For Immediate Release - March 22, 2011

Six Companies Resolve Claims for Failing to Disclose Information on Their Prequalification Applications

BOSTON - Six companies that allegedly omitted important information about the safety history of their companies when they submitted prequalification applications for transportation projects will pay more than $160,000 in settlements entered with Attorney General Martha Coakley. The companies allegedly failed to disclose information on their applications submitted to the Massachusetts Department of Transportation ("MassDOT") about past worker and environmental safety violations. The six companies, Aggregate Industries Northeast Region, Inc., Lane Construction Corporation, P.J. Keating Company, Liddell Brothers, Inc., H.M. Nunes and Sons Construction, Inc. and D&R General Contracting, Inc., will pay in total $161,500 to the Commonwealth and MassDOT, and will also establish and maintain safeguards to ensure the accuracy of their prequalification applications.

"State agencies are not able to get a clear picture of what type of businesses they are dealing with if these applications are not fully completed," said Attorney General Martha Coakley. "Whether a company adheres to environmental and worker safety laws and regulations is a necessary and important factor to consider in the prequalification process, and must be disclosed."

By statute, contractors must submit a prequalification application to MassDOT as a precondition to receiving work from MassDOT. This application must address the adequacy of plant and equipment, as well as the contractor's experience and organization. The prequalification application asks each contractor to list "any civil, criminal or administrative proceedings involving public contracts, safety, environmental laws or regulations including those of OSHA, EPA, DEP or any similar agency of any state." MassDOT relies on the accuracy of these prequalification applications, which are signed under oath, to ensure it retains contractors that adhere to the laws and regulations relating to or promulgated by OSHA, EPA, DEP and similar agencies.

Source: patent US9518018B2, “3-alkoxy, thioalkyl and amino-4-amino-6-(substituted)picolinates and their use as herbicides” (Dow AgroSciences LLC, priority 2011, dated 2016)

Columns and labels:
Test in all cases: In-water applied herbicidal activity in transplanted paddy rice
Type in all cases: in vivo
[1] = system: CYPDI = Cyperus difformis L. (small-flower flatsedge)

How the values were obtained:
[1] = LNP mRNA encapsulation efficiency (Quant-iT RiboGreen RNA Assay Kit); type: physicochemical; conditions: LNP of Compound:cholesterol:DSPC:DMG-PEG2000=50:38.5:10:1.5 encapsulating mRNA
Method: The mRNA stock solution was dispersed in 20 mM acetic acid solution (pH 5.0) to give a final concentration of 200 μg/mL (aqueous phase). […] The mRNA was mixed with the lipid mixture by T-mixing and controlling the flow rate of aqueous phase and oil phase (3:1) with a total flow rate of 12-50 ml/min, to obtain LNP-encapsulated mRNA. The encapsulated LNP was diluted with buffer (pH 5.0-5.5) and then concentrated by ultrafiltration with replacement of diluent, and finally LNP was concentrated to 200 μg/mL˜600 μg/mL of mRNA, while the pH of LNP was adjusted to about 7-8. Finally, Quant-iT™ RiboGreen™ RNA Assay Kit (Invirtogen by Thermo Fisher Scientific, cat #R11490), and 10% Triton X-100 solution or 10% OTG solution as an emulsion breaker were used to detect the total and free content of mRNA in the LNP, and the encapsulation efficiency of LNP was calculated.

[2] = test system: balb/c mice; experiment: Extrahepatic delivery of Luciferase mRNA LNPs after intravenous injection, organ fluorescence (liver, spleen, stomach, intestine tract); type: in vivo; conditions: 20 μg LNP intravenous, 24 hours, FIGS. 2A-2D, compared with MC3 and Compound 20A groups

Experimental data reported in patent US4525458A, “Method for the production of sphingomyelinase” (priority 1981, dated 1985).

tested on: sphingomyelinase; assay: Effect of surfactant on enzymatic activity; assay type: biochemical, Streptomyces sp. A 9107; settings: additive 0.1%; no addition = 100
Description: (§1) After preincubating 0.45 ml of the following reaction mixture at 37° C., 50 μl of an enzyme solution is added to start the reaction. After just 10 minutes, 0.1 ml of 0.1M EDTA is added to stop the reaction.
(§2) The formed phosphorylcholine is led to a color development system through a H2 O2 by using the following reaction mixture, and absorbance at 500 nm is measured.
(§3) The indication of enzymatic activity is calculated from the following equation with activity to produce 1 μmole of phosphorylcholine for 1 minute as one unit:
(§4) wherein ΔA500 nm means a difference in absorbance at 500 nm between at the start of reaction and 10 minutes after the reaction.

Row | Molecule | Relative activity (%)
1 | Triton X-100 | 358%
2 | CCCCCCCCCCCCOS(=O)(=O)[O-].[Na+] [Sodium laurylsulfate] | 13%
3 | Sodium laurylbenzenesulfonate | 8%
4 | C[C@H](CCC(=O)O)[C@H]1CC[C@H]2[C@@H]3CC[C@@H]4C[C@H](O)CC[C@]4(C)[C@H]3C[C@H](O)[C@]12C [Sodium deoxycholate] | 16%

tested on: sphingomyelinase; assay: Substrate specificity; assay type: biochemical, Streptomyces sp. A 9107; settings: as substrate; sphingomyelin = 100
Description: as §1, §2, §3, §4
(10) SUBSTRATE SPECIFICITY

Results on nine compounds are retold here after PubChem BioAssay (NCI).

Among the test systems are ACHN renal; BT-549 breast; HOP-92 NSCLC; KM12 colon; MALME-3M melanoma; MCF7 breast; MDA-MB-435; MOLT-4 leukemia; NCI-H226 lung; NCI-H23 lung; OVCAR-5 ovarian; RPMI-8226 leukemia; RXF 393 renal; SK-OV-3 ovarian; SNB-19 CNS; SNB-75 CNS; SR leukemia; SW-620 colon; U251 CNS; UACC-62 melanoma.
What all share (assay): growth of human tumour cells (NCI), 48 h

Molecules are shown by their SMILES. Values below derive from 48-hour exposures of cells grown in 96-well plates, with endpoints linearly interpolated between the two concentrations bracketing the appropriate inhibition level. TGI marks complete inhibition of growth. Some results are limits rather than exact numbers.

In November 2009, MassDOT requested that certain prequalifying contractors explain apparent inaccuracies and omissions in their applications. In December 2009, MassDOT referred prequalification statements made by six contractors to the Attorney General's Office ("AGO") for further investigation. The AGO investigated the statements, focusing on their responsibility to report environmental and worker safety violations, and concluded that environmental and/or worker safety compliance information was inaccurate, and the contractors' safeguards for ensuring accuracy were insufficient.

"I want to thank the Attorney General and her team for their investigation and resulting action in this matter," said MassDOT Secretary and CEO Jeffrey Mullan. "Prequalifying contractors in the bid application process is critical to the work that we do. Our expectation is that contractors will be forthcoming and complete when submitting their applications. The settlements announced today show that there are consequences to not adhering to these standards."

Under the settlements, the six contractors agreed, without admitting any wrongdoing, to implement and maintain safeguards to ensure the accuracy of their prequalification applications, with particular regard to the laws or regulations relating to or promulgated by OSHA, EPA, DEP and similar agencies. The settlements also require payments reflecting investigative and related costs to the Commonwealth and the MassDOT in the total sum of $161,500 as follows: Aggregate Industries Northeast Region, Inc. $90,000; Lane Construction Corporation $60,000; P.J. Keating Company $5000; Liddell Brothers, Inc. $5000; H.M. Nunes and Sons Construction, Inc. $1500; and D&R General Contracting, Inc. (no payment required). The payments varied based on the number of reportable incidents that were allegedly not disclosed together with the quantity and value of the contractor's contracts with the Commonwealth. Each of the companies cooperated fully with the AGO's investigation.

This case was handled by Matthew Connolly, Assistant Attorney General in Attorney General Martha Coakley's Consumer Protection Division. Charles Rennick, Legal Counsel at MassDOT, lead the investigation on behalf of MassDOT.

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